Learning From Britain About Charter Schools

The U.S. is not alone in its efforts raise results by expanding charter schools. The English government has taken a similar track with its 'academies' track. Will it work and what lessons are there for the U.S.?
This post was published on the now-closed HuffPost Contributor platform. Contributors control their own work and posted freely to our site. If you need to flag this entry as abusive, send us an email.

The U.S. is not alone in its efforts raise results by expanding charter schools. The English government has taken a similar track with its 'academies' track. Will it work and what lessons are there for the U.S.?

Global educational comparisons like PISA show consistently that schools in high performing education systems tend to have considerable discretion with regard to how they set their academic direction and how they manage their resources. But far less is known about the dynamics involved, that is, to what extent increasing school autonomy will actually lead to increasing system performance.

One thing the Brits are doing well is awarding academy (charter) school status contingent on schools demonstrating excellence first. What is more challenging is to keep the status of charter schools tied to continued school success. If such reforms become a one-way street, where a one-time effort gains schools life-time autonomy, they may find themselves in a situation where some years down the road the scope for effective policy intervention is far more limited than it is today.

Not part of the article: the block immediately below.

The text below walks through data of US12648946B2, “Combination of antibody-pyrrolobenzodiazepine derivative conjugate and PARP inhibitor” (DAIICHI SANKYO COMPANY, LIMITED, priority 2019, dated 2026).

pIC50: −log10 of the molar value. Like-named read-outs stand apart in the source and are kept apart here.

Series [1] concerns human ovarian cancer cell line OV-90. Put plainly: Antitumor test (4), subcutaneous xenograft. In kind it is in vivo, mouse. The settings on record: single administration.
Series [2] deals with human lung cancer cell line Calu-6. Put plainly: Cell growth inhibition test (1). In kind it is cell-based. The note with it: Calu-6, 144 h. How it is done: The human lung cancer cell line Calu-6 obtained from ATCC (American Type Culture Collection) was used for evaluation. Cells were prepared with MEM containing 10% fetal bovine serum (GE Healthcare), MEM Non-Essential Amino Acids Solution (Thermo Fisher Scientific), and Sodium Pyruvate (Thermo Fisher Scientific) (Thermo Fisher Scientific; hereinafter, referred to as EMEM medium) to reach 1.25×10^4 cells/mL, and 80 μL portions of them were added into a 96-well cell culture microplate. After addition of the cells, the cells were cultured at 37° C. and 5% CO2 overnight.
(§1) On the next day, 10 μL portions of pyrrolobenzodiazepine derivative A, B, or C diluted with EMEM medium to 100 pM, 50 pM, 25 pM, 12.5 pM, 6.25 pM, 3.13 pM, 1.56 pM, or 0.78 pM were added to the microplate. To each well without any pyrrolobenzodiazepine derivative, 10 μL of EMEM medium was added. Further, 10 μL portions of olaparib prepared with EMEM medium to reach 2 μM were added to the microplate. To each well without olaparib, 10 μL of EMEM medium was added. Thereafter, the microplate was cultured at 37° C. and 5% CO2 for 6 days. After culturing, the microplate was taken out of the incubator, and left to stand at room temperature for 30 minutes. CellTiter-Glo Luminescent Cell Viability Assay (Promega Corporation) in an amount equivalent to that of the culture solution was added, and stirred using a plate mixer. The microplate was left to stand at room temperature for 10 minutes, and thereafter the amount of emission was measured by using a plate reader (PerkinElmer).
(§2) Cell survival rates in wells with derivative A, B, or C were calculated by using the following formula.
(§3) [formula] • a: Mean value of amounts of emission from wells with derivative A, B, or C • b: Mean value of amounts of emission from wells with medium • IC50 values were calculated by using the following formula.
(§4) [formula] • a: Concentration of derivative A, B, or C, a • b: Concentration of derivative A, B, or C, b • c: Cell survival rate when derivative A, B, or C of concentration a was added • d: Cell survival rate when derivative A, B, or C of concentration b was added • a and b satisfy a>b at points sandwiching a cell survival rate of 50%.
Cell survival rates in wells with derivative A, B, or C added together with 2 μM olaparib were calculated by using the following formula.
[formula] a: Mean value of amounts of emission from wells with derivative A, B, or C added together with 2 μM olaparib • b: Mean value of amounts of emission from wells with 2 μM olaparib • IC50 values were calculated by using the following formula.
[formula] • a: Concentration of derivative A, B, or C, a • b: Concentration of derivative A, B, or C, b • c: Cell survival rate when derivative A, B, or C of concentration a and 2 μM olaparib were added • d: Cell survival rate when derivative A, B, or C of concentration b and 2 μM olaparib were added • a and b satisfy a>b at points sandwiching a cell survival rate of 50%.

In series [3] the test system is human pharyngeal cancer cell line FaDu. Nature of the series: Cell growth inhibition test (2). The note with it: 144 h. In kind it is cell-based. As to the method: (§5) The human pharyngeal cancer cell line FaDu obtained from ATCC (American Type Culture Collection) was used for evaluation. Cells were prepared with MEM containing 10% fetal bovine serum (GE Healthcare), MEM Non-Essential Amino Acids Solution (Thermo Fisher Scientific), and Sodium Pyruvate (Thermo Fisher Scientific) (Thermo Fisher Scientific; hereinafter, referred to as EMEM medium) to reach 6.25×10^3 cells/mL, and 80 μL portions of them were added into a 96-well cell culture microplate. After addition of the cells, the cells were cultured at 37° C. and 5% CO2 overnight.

Here are some pointers for success.

Everyone knows that the quality of a school system cannot exceed the quality of classroom practice, so the focus on teaching and its impact on learning will be key to bridging the gap between the vision for academies and reality in classrooms. OECD data also show that teachers' participation in professional development goes hand-in-hand with their mastery of a wider repertoire of pedagogical practices. We see a close relationship between professional development and a positive school climate, co-operation between teachers and teacher job satisfaction. And our analysis shows that effective professional development needs to be on-going and include adequate feedback, appraisal and follow-up.

So where do the Brits plan to get all this expertise from? Their idea is that improvement can and needs to come from the best knowledge and understanding among the academies anywhere in the system. That means that professional autonomy needs to go hand in hand with a collaborative culture, with autonomous schools working in partnership to improve teaching and learning throughout the system. They want the best teachers and the best schools to provide the expertise and resources for all teachers to update their knowledge, skills and approaches in light of new teaching techniques, new circumstances, and new research; they want the best teachers to help other teachers to get on top of changes made to curricula or teaching practice and they want the best schools to enable other schools to develop and apply effective strategies.